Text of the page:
Belgium backs extradition of Jewish Museum suspect to France
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Belgium backs extradition of Jewish Museum suspect to France

Mehdi Nemmouche wanted in Paris over suspected involvement in captivity of French journalists in Syria, months before Brussels attack that killed 4

Pictures released on June 1, 2014, show then-29-year-old suspected terrorist Mehdi Nemmouche. (AFP)
Pictures released on June 1, 2014, show then-29-year-old suspected terrorist Mehdi Nemmouche. (AFP)

BRUSSELS — A Belgian court Thursday backed the eventual extradition to France of the suspect in a deadly attack on a Jewish museum in Brussels in 2014, prosecutors said.

French national Mehdi Nemmouche, 31, is also suspected by Paris of being among the captors of four French journalists who were kept hostage in Syria.

“This morning, the pre-trial chamber of the Brussels court of first degree has declared enforceable the European Arrest Warrant that had been issued by the French judicial authorities against Mehdi Nemmouche,” the Belgian federal prosecutor said in a statement.

He can be sent to France “when Belgium no longer needs him” in relation to the Jewish Museum attack in which four people were killed, a spokesman for the prosecutor told AFP.

Mira and Emanuel Riva, an Israeli couple killed in the terror attack on the Brussels Jewish Museum on May 24, 2014 (photo credit: Courtesy)
Mira and Emanuel Riva, an Israeli couple killed in the terror attack on the Brussels Jewish Museum on May 24, 2014 (photo credit: Courtesy)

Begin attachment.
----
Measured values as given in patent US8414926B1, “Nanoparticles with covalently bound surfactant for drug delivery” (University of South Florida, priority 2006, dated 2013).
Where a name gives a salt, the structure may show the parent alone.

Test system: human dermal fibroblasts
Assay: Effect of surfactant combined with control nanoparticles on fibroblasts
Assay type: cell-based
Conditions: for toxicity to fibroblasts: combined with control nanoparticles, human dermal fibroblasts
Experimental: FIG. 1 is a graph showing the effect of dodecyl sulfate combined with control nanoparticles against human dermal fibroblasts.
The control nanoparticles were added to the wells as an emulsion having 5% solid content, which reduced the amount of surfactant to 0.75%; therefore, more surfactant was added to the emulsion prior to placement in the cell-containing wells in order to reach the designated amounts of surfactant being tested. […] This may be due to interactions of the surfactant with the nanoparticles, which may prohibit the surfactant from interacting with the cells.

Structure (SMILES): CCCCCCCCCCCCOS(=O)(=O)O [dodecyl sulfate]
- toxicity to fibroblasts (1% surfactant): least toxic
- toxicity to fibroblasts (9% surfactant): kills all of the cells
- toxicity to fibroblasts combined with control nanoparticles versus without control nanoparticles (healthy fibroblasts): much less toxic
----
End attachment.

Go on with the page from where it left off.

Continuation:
On May 24, 2014, Nemmouche is believed to have opened fire in the entrance hall of the museum in the center of the Belgian capital, killing two Israeli tourists, a French volunteer and a Belgian museum receptionist.

Nemmouche was arrested six days later in the southern French port city of Marseille and sent to Belgium two months later, where he faces trial at an unspecified date in the future. He was arrested during a routine customs inspection with a bag full of weapons similar to the ones used at the museum.

The museum reopened four months later under heavy security.

Policemen stand guard around the site of a shooting near the Jewish Museum in Brussels, on May 24, 2014. Three people were killed and one badly injured in a shoot-out Saturday near the Jewish Museum in Brussels city centre. Photo credit: AFP/Belga/ Nicolas Maeterlinck)
Policemen stand guard around the site of a shooting near the Jewish Museum in Brussels, on May 24, 2014. Three people were killed and one badly injured in a shoot-out Saturday near the Jewish Museum in Brussels city centre. Photo credit: AFP/Belga/ Nicolas Maeterlinck)

Nemmouche, who is believed to have fought with Islamists in Syria, was under surveillance by French and Belgian security services, according to prosecutors in both countries. French authorities have identified him as one of the jihadists who kept four French journalists hostage until they were freed in April 2014 in Syria.

In September 2015 France extradited another suspect in the Jewish Museum attack — Mounir Atallah — to Belgium.

JTA contributed to this report

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